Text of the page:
Why We Fly

Image of Why We Fly
Release Date: 
October 5, 2021
Sourcebooks Fire
Reviewed by: 

In the follow-up to their 2019 book I’m Not Dying with You Tonight, Kimberly Jones and Gilly Segal bring us two teenage best friends, both on the competitive cheer squad. Chanel, determined to be captain, pushes herself so hard she handles her stress in questionable ways. Eleanor, dealing with the aftereffects of a concussion, meets and falls in love with Three, the Division I bound quarterback of the high school football team. They have been friends since childhood, and these differences begin to push Chanel and Eleanor apart. Chanel is especially worried that Eleanor having a boyfriend will derail the plans the two friends have made for the future:

“Why are we doing this again? It’s no different from when Roman started paying attention to her last year. When Three ghosts her, like Roman did, I’m going to have to reroute her back to our goals. This is not part of the plan.”

But soon bigger problems emerge, when the cheer squad decides to take a knee during the national anthem to show support for an alumnus suffering consequences in the NFL for his peaceful protest. Other groups at the high school join the next week, but the school board and principal come down on them hard—on Chanel in particular. The difference? Chanel is African American. Eleanor and many others who participated in the protest are white. Suddenly the repercussions of what it means to protest become real in ways the girls never imagined.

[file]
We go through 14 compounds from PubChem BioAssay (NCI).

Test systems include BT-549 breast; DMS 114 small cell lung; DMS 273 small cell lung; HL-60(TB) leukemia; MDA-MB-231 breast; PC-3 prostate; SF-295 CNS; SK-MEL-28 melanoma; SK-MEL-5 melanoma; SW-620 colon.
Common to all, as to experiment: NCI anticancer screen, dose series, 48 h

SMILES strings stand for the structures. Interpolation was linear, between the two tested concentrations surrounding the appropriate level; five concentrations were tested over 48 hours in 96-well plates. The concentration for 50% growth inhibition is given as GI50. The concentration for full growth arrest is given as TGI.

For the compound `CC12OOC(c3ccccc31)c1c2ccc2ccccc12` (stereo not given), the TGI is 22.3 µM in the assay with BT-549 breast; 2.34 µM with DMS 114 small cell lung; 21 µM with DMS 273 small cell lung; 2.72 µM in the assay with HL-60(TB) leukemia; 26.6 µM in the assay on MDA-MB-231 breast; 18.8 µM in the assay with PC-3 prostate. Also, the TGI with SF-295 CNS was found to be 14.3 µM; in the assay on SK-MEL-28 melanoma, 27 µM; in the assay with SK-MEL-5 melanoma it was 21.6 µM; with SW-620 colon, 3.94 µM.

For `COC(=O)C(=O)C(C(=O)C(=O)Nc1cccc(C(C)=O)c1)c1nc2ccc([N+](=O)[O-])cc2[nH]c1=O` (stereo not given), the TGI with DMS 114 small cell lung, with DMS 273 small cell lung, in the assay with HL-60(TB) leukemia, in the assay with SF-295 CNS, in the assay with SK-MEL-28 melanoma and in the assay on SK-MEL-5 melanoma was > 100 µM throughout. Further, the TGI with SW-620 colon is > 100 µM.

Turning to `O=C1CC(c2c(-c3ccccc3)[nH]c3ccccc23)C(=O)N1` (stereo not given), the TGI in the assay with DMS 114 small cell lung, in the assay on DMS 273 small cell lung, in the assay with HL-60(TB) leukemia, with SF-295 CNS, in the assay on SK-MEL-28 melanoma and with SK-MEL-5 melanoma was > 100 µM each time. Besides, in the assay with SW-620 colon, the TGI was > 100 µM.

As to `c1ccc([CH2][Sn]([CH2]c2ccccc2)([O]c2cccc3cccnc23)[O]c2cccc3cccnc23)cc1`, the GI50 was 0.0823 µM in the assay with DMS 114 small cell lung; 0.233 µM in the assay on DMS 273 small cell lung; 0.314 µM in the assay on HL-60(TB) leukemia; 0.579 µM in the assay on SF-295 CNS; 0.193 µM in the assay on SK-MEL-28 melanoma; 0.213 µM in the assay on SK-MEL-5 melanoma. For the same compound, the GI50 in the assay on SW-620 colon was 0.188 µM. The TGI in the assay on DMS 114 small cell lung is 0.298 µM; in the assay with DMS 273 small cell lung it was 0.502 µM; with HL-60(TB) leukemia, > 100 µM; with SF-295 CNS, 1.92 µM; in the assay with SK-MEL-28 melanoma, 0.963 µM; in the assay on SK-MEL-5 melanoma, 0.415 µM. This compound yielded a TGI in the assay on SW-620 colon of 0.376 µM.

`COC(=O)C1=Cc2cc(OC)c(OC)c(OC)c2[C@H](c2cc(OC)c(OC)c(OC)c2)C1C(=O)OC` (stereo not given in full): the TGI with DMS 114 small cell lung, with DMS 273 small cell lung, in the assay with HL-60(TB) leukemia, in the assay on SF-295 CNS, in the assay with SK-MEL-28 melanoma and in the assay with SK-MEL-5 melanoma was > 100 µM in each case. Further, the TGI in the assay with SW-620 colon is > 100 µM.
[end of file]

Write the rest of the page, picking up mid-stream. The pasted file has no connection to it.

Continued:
Eleanor, not understanding why her protest is seen differently from Chanel’s, and why Chanel is angry with her, goes to her rabbi for help. He tells her she needs to see the difference between an ally and an accomplice. “It’s hard to define, but I like to think of it this way. An ally supports a cause without suffering any consequences for their actions. But an accomplice takes the hits along with the people they’re trying to support.” Eleanor wants to understand but realizes it’s more complicated than she ever imagined. Why is her boyfriend so torn about taking a knee? Doesn’t he feel, as an African American, that he should be protesting? And why is he angry at her for wanting to participate?

Chanel, on the other hand, sees her dreams slipping away. With a stain on her school record for tweeting her support of the protest, how can she possibly gain the scholarships and college acceptances she’s worked so hard to achieve? And why doesn’t Eleanor even try to understand her?

Alternating chapters between Chanel and Eleanor, Why We Fly explores the timely issues faced by many people. The narrative flows well, and the tension builds throughout the story as decisions are made. This book will be enjoyed by any reader who appreciates a well-told story, discussion about problems faced by today’s teenagers, and race issues relevant not only to the United States, but the world. Highly recommended.